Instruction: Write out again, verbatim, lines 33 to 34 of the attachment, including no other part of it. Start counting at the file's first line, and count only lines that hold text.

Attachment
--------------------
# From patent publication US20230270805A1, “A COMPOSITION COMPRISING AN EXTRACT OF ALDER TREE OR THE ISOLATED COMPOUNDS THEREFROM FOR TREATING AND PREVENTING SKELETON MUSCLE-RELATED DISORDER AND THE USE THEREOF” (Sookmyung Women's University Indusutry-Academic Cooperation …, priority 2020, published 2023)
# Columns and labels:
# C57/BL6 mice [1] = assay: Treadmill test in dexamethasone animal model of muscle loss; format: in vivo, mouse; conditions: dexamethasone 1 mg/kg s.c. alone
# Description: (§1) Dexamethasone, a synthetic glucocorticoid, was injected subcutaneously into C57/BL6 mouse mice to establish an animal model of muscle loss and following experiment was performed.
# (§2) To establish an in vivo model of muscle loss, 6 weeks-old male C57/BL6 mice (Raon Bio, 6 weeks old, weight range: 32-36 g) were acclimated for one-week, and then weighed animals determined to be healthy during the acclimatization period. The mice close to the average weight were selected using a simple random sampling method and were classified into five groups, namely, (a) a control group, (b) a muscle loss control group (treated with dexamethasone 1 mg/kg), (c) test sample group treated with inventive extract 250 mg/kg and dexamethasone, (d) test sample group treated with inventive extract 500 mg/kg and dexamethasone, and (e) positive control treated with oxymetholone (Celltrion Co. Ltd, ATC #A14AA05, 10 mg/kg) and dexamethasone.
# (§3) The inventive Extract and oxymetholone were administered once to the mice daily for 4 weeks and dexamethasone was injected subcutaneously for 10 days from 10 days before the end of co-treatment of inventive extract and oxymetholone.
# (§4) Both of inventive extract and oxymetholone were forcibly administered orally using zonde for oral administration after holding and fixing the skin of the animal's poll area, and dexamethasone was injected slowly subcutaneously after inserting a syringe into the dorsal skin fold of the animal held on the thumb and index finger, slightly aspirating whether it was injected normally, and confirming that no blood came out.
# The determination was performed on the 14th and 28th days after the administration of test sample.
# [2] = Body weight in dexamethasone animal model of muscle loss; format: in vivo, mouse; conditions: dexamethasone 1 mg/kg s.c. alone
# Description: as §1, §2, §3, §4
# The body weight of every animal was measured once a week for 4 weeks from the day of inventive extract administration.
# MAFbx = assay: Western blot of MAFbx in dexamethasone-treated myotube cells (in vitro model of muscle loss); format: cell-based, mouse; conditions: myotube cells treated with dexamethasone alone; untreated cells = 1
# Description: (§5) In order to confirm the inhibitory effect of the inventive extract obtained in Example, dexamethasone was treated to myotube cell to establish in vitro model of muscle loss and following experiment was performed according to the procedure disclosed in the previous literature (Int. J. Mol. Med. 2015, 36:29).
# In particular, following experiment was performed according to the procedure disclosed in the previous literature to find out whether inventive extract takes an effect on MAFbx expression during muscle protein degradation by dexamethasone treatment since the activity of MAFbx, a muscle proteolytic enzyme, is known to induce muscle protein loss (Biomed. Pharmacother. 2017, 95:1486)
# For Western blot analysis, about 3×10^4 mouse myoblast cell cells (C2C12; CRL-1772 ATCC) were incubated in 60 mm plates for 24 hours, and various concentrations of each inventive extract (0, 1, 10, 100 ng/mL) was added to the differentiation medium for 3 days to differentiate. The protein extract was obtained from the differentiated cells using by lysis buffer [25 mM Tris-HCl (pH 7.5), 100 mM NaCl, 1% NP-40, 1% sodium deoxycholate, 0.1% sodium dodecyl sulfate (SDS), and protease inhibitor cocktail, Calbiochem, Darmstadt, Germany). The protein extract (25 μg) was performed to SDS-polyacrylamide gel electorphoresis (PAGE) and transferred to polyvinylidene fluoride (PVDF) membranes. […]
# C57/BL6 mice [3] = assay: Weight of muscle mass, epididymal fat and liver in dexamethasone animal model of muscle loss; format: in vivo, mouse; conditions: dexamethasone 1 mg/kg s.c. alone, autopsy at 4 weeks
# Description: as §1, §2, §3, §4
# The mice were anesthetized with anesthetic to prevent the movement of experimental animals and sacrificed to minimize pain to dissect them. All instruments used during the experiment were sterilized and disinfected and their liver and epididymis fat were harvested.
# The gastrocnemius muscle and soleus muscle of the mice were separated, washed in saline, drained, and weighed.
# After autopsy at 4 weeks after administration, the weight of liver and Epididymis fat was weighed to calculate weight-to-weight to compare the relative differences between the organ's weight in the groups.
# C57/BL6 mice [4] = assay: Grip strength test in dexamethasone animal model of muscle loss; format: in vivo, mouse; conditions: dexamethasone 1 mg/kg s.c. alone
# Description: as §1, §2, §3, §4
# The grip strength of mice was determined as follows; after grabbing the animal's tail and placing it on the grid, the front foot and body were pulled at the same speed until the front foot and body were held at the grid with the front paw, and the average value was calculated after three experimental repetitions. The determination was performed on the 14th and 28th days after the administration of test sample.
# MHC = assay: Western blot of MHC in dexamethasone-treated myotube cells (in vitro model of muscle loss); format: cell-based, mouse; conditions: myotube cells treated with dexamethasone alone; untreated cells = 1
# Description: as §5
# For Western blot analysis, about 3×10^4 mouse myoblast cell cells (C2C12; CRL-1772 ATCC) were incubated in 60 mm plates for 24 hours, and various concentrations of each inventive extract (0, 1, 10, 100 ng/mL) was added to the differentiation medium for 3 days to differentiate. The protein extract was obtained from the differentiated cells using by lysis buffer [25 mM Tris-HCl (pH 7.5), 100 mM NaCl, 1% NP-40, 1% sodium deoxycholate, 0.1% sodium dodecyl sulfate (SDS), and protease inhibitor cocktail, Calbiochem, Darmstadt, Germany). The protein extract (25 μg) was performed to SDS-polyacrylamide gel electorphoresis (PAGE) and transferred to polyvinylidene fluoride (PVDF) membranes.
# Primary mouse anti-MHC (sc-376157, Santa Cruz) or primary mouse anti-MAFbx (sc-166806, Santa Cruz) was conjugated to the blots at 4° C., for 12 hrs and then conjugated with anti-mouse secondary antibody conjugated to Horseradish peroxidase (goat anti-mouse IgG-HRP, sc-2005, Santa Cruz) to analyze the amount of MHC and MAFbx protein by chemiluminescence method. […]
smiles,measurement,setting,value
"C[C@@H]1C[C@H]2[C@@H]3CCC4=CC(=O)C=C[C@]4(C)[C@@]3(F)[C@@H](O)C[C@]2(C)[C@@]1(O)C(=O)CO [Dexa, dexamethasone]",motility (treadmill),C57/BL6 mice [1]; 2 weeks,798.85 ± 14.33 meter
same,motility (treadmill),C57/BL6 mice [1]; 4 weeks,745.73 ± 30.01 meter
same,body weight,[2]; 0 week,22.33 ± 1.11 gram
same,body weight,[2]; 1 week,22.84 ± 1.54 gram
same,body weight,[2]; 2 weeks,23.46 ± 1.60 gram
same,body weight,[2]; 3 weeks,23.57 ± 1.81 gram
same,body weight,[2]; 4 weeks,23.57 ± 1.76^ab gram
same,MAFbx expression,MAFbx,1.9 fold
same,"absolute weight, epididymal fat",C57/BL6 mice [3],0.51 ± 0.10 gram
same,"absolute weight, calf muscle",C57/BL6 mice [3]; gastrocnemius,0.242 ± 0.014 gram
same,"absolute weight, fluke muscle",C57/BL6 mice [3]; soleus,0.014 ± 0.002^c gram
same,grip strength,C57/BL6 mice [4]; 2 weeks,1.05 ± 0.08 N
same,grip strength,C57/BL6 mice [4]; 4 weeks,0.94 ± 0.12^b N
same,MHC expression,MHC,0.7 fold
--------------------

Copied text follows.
same,body weight,[2]; 2 weeks,23.46 ± 1.60 gram
same,body weight,[2]; 3 weeks,23.57 ± 1.81 gram